Baby's Teeth Seem Wider Than Normal? Take Them to a Children's Dental Care Specialist

The American Academy of Pediatric Dentistry recommends that parents take their children to see the dentist for their first time by the time the child is one year of age or within a half a year of the first tooth erupting from the gum. The timing of the first appointment with the dentist is particularly important if parents notice that their child has a tooth that appears much wider than what is considered normal, the child should be taken to the dentist. Here's what that might mean:

Double Teeth: Fusion vs Gemination

When a tooth appears to be double the width it should be, it may be one of two conditions: fusion or gemination. Fusion occurs when two separate yet adjacent roots develop then the teeth fuse together as one tooth. Gemination occurs when two teeth develop from one root yet remain attached at the root or base. Fusion more commonly occurs in the bottom jaw while gemination more commonly occurs in the top jaw. However, both conditions are rare. 

Monitoring with Regular Checkups

The primary concern with these conditions is that the area where the teeth are fused or geminated is prone to rapid decay due to the inability of the tight spacing to be thoroughly cleaned. The conditions may also cause crowding and delays in the progression of losing baby teeth and having them replaced by permanent teeth. Due to these and other risks, it's important that children with these conditions be seen by a dentist on a regular basis for monitoring via x-rays.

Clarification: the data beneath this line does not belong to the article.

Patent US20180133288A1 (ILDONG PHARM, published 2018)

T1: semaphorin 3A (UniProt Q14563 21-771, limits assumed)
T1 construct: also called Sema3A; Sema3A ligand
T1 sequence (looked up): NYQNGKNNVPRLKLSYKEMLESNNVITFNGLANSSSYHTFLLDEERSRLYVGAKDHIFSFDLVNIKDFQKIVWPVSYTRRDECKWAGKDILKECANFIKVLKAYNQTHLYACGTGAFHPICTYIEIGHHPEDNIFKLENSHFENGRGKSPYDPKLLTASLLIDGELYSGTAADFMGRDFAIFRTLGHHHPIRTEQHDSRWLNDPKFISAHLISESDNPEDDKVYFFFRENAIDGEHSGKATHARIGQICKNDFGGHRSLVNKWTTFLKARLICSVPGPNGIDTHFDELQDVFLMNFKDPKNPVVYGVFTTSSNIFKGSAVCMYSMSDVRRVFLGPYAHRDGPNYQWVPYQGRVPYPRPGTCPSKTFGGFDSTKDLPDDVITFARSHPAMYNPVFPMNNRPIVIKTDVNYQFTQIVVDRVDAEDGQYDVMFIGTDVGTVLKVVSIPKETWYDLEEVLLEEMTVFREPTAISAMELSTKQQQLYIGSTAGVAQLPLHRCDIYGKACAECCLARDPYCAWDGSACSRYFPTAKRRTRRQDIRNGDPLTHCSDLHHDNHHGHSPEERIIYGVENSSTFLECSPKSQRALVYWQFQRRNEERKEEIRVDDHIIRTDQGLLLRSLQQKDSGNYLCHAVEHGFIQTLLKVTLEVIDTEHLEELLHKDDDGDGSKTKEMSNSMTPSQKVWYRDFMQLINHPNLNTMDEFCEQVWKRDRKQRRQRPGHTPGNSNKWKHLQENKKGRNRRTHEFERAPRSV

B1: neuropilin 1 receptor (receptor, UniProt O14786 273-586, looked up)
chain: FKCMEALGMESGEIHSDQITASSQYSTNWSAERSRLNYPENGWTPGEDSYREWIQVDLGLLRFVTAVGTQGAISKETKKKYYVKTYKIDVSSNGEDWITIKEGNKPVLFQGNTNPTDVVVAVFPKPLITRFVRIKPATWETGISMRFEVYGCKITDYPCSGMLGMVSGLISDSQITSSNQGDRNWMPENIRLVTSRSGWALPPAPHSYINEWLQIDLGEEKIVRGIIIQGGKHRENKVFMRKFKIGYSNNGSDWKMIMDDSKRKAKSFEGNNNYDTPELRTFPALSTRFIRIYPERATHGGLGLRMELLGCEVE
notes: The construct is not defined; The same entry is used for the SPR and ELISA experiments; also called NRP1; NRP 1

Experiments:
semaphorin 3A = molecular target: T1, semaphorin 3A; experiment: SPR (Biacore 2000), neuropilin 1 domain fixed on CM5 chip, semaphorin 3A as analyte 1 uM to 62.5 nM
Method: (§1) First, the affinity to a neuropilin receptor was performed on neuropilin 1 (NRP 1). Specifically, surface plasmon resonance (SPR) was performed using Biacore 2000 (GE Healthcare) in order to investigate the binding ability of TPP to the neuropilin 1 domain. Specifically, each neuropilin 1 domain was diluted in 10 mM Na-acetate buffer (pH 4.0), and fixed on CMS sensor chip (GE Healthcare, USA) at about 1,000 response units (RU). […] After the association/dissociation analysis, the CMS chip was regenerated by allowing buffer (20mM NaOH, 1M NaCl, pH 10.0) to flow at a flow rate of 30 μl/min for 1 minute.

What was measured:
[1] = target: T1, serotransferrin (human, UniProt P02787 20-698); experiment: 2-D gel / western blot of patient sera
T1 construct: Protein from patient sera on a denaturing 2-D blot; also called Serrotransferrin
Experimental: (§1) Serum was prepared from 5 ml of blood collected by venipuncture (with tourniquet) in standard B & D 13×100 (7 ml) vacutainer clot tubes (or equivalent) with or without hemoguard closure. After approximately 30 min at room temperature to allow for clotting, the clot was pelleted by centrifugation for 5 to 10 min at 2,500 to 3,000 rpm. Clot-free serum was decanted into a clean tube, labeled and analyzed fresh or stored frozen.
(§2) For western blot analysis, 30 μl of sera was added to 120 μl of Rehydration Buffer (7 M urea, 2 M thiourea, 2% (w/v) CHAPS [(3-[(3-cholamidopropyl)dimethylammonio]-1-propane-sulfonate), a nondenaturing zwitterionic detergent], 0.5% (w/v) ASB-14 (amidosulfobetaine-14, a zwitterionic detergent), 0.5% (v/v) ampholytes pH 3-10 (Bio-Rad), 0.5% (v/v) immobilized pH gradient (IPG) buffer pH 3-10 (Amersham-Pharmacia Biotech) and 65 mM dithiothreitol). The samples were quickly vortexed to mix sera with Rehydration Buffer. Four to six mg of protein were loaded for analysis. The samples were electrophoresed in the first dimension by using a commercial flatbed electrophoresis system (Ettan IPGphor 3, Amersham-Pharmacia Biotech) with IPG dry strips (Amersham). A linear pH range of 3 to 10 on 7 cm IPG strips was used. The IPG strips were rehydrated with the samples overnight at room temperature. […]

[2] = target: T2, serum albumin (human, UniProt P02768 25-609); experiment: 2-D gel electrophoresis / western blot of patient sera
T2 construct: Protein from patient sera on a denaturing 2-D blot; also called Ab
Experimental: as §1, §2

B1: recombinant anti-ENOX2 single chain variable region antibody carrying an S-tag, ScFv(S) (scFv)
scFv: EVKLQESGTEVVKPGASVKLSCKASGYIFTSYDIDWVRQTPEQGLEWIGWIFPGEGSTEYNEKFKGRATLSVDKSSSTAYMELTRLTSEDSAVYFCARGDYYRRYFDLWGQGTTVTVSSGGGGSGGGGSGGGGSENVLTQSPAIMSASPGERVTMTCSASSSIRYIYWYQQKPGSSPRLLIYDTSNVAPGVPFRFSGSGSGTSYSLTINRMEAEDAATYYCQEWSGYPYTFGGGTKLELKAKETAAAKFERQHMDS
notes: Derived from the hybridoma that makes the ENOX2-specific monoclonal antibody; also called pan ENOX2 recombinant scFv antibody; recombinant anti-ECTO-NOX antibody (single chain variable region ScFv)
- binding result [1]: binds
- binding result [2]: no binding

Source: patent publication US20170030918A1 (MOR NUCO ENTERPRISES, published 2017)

Preventative Treatments

Due to the risks of cavities forming in fused and geminated teeth, it's often recommended that children with either of these conditions have dental sealants placed on the affected teeth to protect them from decay and cavities. That way, food and bacteria cannot get trapped in the deep grooves of the affected teeth. 

Sometimes, surgery to separate fused teeth may be necessary as the child grows older and one of the affected teeth naturally loosens while the other affected tooth isn't ready yet. However, surgery is not an option for geminated teeth due to the need for each part of the tooth to have its own root and pulp. 

Alternatively, sometimes teeth that are fused or geminated are extracted instead. It simply depends on the health of the baby's teeth and the way the child's permanent teeth are developing underneath, which is why it's important to have regular x-rays on a schedule determined by the child's dental care specialist